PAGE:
Poetry is one of the most philosophical branches of art. Let me give two examples of use of poetry in scientific and engineering education. When you teach entropy you can talk about Wystan Hugh Auden who has been admired by physical laws and wrote brilliant poem “Entropy” which is well studied by students and perceived with great pleasure. The Canadian engineer Tom Watson created luminous poem “Rust’s a Must”.
Historical aspects may be beautiful and enjoyable in learning scientific and engineering discoveries. In exact sciences there are quantitative measures of estimation of each value: mass, length, force, energy. In humanistic disciplines (history, philosophy, psychology) as well as in art there are no quantitative criteria. This is similar to question how to measure beauty, love, friendship, democracy? If there is no quantitative estimation of some category or phenomenon, any definition becomes undefined, ambiguous and abstract. We know that in chemistry there is the function named Gibbs energy which defines the “love” between substances. Why there is no such function for estimation of love between people? Thus people tried to estimate this and human chemistry appeared. Human chemistry is the study of bond-forming and bond-breaking reactions between people and the structures they form. Today human chemistry is similar to alchemy in the Middle Ages, it borders with art, but further investigation on the molecular level in human brains will help to discover what happens in our organisms, and intimacy will end.
Music has always been among the leading arts, and therefore has been used for different studies. Children learn the alphabet “ABC” to the tune of “Twinkle, Twinkle, Little Star”, and the states of the USA in the alphabetical order from a song “Fifty Nifty United States”; students learn some chemical reactions to the tune of “Oh, my darling Clementine”. We use mostly visual and hearing perception in education. Thus, we can connect music, word and picture or writing and use them in education. Here are some examples.
a. Thermodynamic reversible processes (a quasi-static process that happens infinitely slowly) can be associated with the eternal motion, namely, with the “Flight of the Bumblebee” by Nikolai Rimsky-Korsakov. When we are listening to this music composition we feel that this music is eternal as well as there is no end both for it and for any thermodynamic reversible process.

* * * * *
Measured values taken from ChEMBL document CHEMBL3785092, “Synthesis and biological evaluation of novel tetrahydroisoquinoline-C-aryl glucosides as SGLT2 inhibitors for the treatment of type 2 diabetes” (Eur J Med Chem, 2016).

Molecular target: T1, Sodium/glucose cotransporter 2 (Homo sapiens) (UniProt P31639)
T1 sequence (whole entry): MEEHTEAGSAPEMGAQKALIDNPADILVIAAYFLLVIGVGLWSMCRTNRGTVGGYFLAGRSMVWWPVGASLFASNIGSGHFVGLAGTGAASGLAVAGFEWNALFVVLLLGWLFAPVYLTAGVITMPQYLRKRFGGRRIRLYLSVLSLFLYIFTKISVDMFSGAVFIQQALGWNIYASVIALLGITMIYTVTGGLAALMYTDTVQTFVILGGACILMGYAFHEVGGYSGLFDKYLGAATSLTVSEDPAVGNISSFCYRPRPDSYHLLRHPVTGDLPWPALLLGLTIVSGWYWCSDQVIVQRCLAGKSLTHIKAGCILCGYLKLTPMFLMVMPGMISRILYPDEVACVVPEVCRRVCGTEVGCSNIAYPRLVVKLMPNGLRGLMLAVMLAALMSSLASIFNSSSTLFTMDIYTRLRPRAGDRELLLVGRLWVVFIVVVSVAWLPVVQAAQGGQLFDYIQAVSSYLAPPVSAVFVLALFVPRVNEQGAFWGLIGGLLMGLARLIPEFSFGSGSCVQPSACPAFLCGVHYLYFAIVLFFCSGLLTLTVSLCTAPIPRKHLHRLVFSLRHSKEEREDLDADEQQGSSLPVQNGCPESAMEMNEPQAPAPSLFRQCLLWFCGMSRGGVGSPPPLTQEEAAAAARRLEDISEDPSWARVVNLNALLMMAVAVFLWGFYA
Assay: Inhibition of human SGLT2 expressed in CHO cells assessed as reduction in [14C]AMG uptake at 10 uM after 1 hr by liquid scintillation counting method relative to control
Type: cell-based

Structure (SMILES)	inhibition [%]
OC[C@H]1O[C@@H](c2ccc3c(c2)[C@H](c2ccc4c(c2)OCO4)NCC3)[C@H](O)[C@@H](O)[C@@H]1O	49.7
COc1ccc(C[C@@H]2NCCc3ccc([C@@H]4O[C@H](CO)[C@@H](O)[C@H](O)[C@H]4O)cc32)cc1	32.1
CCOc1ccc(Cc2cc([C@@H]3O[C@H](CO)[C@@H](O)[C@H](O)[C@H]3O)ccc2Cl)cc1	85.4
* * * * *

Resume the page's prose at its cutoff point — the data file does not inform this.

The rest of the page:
b. The 2nd law of thermodynamics (the entropy of the universe tends to a maximum) is associated with the “Bolero” by Moris Ravel or “In the Hall of the Mountain King” (the suite “Peer Gynt”) by Edvard Grieg or “Polovetzkian dances” (the opera “Prince Igor”) by Alexander Borodin. The analogy is in the “expansion” of music during its development. The same occurs with the universe.
Certainly such music examples can connect beauty of scientific and engineering disciplines with the harmony – disharmony of our world, namely, better understanding and remembering of scientific and engineering disciplines.
Humor is very fine and clever art in the area of human creativity (art, science and engineering being the varieties). Humor occurs when the brain recognizes the pattern that surprises it. Humor in education can help take away the tension, tiredness, “sleepness”, even misunderstanding, and relax. Anecdotes, jokes, jests, and quotes of famous scientists, engineers and artists may also help in understanding and accepting of the complexity and beauty of scientific and engineering disciplines. Here are several examples.
a. What is the difference between thermodynamics and stick? Stick has two ends and no one beginning. Thermodynamics has two “beginnings” (the 1st and the 2nd laws) and no one end.
b. When we use several times the name of some scientist, for example, Gibbs phase rule, Gibbs function or Gibbs energy, Gibbs-Helmholtz equation, chemical potential suggested by Gibbs, we may tell about the movie “The Angel’s Ash”. A pupil of twelve years old in small town in Ireland was asked to write a composition about Jesus. That was in 1930s. The weather was rainy all time (Ireland’s weather!), there was no job for parents, no good flat, no enough food, and many little children died in Ireland. A little pupil of 12 wrote in the composition: “Jesus lived in the South in warm country (Israel) with much sun, there were no rains, and he had not to wear shoes. If he wanted to eat he went to fig or pomegranate trees and ate much fruit. If Jesus was born and lived in Ireland, he was ill and has died in the little age, and I had not to write this composition”. This is the place to joke that “because of Gibbs we should learn more and more thermodynamics”.
c. The British cosmologist Stephen Hawking said that we get pleasure from sex and science (and engineering), but from the latter much more time … You may mention to your students that cognitive process in science and engineering is the permanent discovers, and we can enjoy every new ascertain in knowledge.

Students, young engineers/scientists who received explanations of engineering and scientific disciplines in comparison with humanistic aspects showed more creativity and satisfaction in their job and life.
Humanistic aspects should be more and more included in engineering and scientific education, namely we can talk about “beautifying” engineering and scientific learning and education. Our experience is summarized in the book “Corrosion for Everybody” published by Springer in 2010.